Automated gates are a regular feature within social housing developments, providing assured additional security for residents, both in terms of preventing children and pets from straying, while also deterring potential intruders. However, whilst such gates offer proven benefits, the risks associated with them are frequently overlooked.
The reality is that an automatic or electric gate is capable of inflicting serious injury or worse and in the UK, a number of deaths have been caused by the failure to either correctly install or maintain this type of installation.
Housing associations have a duty of care to ensure that any automated gates within their portfolio are legally compliant and have been installed in line with best practice. In addition, such gates should be regularly maintained by a suitably trained and competent person as required by law, and those responsible for facility management duties should undertake their own checks on the gates on a routine basis.
What is a legally compliant gate?
All automated gates (whether swing, sliding, bi folding or a rising arm barrier) are legally required to be CE / UKCA marked to demonstrate that they comply with The Supply of Machinery (Safety) Regulations 2008.
Generally, the CE / UKCA mark will be applied once the gate has been installed but it is worth noting that a CE / UKCA mark does not necessarily guarantee that the gate is safe!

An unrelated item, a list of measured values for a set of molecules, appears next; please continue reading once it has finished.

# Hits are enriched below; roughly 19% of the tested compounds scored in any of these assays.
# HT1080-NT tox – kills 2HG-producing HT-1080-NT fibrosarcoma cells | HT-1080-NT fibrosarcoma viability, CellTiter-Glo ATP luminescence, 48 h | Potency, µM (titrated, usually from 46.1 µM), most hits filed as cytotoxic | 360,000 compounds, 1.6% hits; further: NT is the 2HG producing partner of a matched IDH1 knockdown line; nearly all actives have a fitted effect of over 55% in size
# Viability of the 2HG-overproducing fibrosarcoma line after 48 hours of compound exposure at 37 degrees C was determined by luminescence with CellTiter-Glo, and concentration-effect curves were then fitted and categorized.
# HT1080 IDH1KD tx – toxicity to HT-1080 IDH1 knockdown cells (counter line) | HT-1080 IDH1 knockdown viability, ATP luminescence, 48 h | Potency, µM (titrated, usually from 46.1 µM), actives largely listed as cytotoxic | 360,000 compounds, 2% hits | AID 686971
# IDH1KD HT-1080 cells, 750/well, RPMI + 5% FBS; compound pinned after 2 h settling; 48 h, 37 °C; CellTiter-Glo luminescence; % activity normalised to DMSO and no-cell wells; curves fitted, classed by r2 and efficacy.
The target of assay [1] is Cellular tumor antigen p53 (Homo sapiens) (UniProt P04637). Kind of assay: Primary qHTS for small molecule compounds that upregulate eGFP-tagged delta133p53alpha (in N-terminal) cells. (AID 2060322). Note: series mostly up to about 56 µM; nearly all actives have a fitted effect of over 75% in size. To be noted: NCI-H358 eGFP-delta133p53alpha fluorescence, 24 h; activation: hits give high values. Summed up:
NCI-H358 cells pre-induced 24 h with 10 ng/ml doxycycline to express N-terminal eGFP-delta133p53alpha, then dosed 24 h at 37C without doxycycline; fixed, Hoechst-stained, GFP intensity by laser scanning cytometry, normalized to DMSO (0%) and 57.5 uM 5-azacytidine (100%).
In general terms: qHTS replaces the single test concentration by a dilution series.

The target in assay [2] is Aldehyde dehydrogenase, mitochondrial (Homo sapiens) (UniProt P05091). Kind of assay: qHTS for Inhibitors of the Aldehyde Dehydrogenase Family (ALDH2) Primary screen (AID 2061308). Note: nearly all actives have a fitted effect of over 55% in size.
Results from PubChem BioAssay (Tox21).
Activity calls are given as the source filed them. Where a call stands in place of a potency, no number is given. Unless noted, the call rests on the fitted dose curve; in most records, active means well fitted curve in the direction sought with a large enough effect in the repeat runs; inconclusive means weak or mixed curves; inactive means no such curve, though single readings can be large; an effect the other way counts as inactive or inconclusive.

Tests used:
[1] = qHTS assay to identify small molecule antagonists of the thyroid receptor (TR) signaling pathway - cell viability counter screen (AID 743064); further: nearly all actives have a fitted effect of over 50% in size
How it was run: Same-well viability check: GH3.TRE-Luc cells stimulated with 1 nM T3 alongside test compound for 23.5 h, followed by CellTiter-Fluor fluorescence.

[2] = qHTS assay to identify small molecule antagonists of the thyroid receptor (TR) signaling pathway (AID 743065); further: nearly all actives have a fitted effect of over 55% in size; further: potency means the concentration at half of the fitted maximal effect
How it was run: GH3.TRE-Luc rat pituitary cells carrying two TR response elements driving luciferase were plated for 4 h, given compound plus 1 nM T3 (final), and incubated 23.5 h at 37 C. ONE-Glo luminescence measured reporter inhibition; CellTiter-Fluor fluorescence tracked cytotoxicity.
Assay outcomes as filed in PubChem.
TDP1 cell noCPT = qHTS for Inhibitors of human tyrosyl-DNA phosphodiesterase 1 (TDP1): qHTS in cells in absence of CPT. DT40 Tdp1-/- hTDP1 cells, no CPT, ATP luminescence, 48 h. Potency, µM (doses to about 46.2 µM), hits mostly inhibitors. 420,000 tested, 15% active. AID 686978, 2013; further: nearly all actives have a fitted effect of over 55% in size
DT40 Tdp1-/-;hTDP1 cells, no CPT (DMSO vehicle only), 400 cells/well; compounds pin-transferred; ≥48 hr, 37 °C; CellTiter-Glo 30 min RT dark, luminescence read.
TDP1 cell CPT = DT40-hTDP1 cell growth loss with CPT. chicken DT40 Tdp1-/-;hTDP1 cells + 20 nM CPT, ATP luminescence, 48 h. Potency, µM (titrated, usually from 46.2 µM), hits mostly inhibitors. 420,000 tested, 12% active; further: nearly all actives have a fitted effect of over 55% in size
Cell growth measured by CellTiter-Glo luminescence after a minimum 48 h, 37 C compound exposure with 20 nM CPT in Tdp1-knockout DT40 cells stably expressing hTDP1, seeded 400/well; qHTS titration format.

Critical gate safety features
Current legislation and best practice recommends that any automated gate should feature a minimum of two different forms of safety, to mitigate against the following risks:
- Impact – this describes when a gate hits a person or a vehicle during its operation
- Crushing – this describes the risk of being crushed between the gate / barrier and a fixed object 500mm or closer to the gate, for example, when a gate closes against a wall
- Dragging / Drawing in – this relates to a person being unwillingly pulled into or pulled by the gate, possibly into the support posts of a sliding gate
- Hooking – this refers to any parts of the gate that represent a risk of you or your clothing becoming caught and drawn into the gate and as a result causing injury
- Cutting – relates to any sharp edges in and around the gate capable of inflicting a serious cut-type injury
- Shearing – this describes a situation where two flat edges passing close to one another exists, that has the potential to shear a limb
Gate Safe – the lead charity associated with improving the safety of automated gates – recommends that all automated gates should be fitted with either photocells, light curtains or laser scanners which are all (non-contact) safety devices which will stop the gate from making contact with a person or object. In addition, the gates should be installed with the correct number and siting of safety edges will ensure that if a person / object is detected, the gate halts and reverses away. Warning signs must also be added to the gate.
Back to basics
While there has been much publicity concerning the safety devices that need to be fitted to an automated gate to improve its safety, numerous accidents involving automated gates occur not because of a failure to install photocells or pressure edges – or any relevant alternatives. The accidents occur because of the limitations associated with an inferior mechanical construction of the gate or barrier and factors resulting weakness in the actual fabric of the gate / barrier structure itself.